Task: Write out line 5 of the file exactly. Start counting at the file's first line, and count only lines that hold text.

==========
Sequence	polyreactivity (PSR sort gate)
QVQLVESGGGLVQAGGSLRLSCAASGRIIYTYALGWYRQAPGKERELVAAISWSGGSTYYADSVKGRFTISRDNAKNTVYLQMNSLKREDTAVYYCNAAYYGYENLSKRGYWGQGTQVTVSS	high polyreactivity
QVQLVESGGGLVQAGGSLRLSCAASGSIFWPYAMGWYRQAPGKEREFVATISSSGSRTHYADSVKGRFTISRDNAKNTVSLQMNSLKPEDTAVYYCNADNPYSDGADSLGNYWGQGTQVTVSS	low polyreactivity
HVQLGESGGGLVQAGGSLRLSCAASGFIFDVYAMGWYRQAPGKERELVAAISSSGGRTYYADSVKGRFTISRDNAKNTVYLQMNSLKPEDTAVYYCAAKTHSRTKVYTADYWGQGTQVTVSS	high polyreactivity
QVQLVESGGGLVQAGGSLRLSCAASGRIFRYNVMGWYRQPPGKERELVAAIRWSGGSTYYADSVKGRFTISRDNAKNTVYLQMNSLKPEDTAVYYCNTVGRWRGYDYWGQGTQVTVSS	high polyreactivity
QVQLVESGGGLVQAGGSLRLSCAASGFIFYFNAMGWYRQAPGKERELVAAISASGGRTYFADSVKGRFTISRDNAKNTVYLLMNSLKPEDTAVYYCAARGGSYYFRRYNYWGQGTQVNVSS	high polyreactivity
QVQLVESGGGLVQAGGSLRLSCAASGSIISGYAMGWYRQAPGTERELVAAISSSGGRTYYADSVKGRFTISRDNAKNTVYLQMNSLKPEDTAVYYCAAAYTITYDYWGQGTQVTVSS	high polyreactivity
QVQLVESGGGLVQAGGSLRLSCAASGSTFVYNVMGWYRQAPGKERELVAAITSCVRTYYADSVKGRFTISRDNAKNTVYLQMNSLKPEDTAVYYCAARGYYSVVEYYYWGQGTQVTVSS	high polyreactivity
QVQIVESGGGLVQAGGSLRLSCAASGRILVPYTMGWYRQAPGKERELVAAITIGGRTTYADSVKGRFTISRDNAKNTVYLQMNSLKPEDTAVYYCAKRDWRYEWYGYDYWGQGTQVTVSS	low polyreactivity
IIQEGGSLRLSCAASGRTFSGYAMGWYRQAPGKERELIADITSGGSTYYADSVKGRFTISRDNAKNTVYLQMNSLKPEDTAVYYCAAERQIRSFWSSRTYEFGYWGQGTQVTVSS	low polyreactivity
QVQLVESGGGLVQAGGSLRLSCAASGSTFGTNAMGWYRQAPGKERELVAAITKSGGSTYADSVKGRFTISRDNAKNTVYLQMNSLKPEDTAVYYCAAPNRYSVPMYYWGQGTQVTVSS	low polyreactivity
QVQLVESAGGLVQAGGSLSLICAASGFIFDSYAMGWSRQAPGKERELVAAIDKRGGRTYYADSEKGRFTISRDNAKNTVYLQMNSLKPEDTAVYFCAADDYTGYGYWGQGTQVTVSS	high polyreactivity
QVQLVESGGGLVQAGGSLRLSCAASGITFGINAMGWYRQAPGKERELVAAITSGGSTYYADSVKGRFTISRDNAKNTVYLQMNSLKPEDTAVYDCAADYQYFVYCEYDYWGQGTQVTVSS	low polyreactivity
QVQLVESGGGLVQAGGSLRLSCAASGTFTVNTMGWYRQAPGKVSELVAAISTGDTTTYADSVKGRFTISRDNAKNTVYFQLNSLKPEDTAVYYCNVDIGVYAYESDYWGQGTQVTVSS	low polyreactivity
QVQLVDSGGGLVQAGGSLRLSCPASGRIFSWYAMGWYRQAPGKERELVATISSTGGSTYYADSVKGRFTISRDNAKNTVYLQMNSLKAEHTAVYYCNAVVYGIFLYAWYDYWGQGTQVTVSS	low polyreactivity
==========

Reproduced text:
QVQLVESGGGLVQAGGSLRLSCAASGRIFRYNVMGWYRQPPGKERELVAAIRWSGGSTYYADSVKGRFTISRDNAKNTVYLQMNSLKPEDTAVYYCNTVGRWRGYDYWGQGTQVTVSS	high polyreactivity